WASHINGTON — The U.S. Air Force has finished renegotiating its contract with Raytheon for the ground system for the service’s next generation of positioning, navigation and timing satellites, hammering out a new deal that postpones some program elements by up to 23 months.

Officials with Raytheon Intelligence, Information and Services of Dulles, Virginia, said the new timeline would not lead to any delay in services from the Air Force’s GPS 3 satellites, which are slated to begin launching in 2016.

The ground system, known as the Operational Control Segment, or OCX, will control the GPS 3 satellites, including their signals, while providing better cyberprotection and information assurance than the current GPS ground segment. The OCX system also will automate various functions, which is especially important to the Air Force as it considers scaling back its corps of satellite operators.

Raytheon has struggled with the program, whose resulting delays have been somewhat masked by the fact that the satellites themselves are two years behind schedule. The contract renegotiation began in 2012 and because of the delays the Air Force was able to eliminate some OCX requirements, including backward compatibility with some of the older GPS satellites that will be out of service by the time the new control system is up and running, Pentagon documents indicate.

The OCX program was structured in three phases that will allow the Air Force to take advantage of the new capabilities incrementally. That same basic structure remains in place under the renegotiated contract, albeit on a deferred schedule that anticipates completion by 2018, two years later than originally scheduled.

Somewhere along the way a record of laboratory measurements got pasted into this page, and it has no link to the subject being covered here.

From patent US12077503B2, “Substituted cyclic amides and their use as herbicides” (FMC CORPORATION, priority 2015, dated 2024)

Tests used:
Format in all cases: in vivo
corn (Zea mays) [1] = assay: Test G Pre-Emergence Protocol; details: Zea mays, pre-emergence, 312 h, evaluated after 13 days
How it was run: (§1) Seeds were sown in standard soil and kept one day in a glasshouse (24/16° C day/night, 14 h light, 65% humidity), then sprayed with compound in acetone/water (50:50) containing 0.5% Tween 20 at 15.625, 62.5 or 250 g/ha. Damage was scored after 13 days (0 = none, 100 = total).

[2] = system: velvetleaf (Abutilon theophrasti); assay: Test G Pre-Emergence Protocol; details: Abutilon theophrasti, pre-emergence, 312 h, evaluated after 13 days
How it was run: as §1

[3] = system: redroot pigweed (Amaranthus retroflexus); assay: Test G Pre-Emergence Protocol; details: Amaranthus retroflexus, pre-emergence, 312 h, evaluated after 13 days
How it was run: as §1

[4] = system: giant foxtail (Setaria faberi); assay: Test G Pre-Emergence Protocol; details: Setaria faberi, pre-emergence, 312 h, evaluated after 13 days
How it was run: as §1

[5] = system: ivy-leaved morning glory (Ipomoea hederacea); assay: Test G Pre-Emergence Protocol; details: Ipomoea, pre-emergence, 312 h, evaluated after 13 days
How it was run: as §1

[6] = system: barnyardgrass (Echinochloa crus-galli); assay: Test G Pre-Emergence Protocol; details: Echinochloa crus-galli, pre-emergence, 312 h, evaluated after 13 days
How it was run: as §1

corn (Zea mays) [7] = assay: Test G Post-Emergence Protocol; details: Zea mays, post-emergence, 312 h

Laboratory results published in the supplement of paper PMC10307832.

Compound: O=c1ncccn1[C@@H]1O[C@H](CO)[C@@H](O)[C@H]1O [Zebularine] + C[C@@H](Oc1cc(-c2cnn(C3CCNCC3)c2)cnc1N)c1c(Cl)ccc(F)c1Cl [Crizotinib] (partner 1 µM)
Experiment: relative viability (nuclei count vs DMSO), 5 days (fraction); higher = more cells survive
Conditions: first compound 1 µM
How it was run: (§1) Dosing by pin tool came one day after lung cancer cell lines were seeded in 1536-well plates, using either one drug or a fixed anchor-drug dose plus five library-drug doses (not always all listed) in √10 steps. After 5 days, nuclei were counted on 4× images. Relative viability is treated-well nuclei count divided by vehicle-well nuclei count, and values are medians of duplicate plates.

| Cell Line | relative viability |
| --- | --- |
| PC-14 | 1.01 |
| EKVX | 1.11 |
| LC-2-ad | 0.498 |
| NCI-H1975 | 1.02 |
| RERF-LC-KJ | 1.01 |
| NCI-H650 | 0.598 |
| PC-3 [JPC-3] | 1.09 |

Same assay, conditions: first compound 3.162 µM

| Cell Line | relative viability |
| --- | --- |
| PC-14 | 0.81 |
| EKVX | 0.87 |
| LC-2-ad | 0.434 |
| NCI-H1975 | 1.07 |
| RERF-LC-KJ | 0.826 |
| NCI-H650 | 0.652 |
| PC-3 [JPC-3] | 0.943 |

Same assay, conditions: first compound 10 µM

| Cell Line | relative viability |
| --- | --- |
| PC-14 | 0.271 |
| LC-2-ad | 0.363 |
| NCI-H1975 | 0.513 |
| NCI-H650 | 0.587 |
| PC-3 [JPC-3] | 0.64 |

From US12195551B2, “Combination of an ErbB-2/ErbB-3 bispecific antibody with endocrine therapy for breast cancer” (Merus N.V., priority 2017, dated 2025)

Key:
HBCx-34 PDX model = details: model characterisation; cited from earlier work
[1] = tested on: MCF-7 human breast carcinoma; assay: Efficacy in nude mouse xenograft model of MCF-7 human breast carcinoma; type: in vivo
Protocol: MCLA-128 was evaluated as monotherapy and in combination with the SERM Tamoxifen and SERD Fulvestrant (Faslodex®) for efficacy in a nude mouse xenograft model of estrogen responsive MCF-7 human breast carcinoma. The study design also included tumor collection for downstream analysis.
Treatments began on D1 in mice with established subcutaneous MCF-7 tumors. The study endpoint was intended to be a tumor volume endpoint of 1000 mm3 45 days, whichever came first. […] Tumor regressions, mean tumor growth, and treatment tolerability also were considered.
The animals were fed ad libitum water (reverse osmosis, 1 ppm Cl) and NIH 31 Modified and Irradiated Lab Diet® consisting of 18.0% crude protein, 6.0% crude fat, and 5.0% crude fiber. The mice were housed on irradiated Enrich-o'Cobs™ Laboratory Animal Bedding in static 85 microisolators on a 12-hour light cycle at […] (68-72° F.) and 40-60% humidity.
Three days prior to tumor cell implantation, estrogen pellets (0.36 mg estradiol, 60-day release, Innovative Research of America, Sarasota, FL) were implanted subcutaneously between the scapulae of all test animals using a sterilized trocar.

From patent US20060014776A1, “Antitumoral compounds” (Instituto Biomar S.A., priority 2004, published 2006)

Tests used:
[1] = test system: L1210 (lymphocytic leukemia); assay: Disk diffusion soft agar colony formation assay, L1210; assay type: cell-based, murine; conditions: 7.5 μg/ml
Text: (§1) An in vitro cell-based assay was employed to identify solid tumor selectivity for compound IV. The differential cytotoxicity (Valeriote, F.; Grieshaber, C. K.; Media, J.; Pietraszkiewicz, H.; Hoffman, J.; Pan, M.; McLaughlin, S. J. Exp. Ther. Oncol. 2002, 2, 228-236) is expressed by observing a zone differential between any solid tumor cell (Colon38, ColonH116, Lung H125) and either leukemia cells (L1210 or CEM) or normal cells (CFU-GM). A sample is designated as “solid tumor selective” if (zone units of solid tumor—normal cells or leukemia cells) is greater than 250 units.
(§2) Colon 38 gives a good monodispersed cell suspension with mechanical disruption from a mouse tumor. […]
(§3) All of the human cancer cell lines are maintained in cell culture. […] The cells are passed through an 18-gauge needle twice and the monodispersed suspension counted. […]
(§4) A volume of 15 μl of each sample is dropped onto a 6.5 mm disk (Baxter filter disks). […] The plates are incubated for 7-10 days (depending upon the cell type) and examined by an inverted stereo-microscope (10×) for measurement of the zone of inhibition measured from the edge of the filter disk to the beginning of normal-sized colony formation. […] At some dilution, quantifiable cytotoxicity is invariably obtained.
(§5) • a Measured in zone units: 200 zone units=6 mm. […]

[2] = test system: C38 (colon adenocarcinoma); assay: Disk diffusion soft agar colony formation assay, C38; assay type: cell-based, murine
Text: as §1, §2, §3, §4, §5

Matthew Gilligan, Raytheon’s OCX program manager, stressed in an Aug. 20 interview that the new timeline provides Raytheon increased confidence it can meet the program’s deadlines and stay within budget.

The original value of Raytheon’s OCX contract, awarded in February 2010, was $886.4 million. Raytheon declined to divulge the value of the restructured contract, saying only that “overall the program fits within the Air Force budget for the ground segment and the changes helped to fit within sequestration funding profiles.”

Gilligan said the new timeline “decompresses” the OCX schedule, allowing Raytheon to reduce concurrent engineering and software development.

Under the new plan, the first increment of the OCX system, known as Block 0, will be ready in November 2015, Gilligan said. That portion of the program will support launch and on-orbit testing of the first GPS 3 satellites and was originally scheduled for delivery in November 2014.

Block 1, which will provide command and control of the GPS 3 and earlier generation satellites, is expected to be ready in May 2018, about two years behind schedule, he said.

The first iteration of Block 2, which helps provide operational control of the new international civil signal aboard the GPS 3 satellites, would be delivered along with Block 1, Gilligan said.

In an April 2014 Selected Acquisition Report, the Defense Department said Raytheon “has struggled with software development, resulting in significant cost overruns and schedule delays” on OCX. In particular, the information assurance work on the program “proved to be more difficult than anticipated,” the report noted.

Gilligan acknowledged that completing the mission assurance element of the software, a key requirement, has taken longer than expected.

In a report released in 2013, the U.S. Government Accountability Office said the evolving nature of cyberthreats makes them difficult to counter.

Thus far, Raytheon has completed about 70 percent of the information assurance requirements on the OCX contract, Gilligan said. OCX requires a higher level of information assurance than the current GPS ground system due to more-rigorous Defense Department standards adopted since that infrastructure was put in place.

The GPS 3 satellites themselves have been delayed for nearly two years due in large part due to struggles with the payload, being built by Exelis Geospatial Systems of Rochester, New York. Lockheed Martin Space Systems of Denver is prime contractor on the satellites.

The Air Force did not respond by press time to questions about the restructured contract.

Mike Gruss covers military space issues, including the U.S. Air Force and Missile Defense Agency, for SpaceNews. He is a graduate of Miami University in Oxford, Ohio.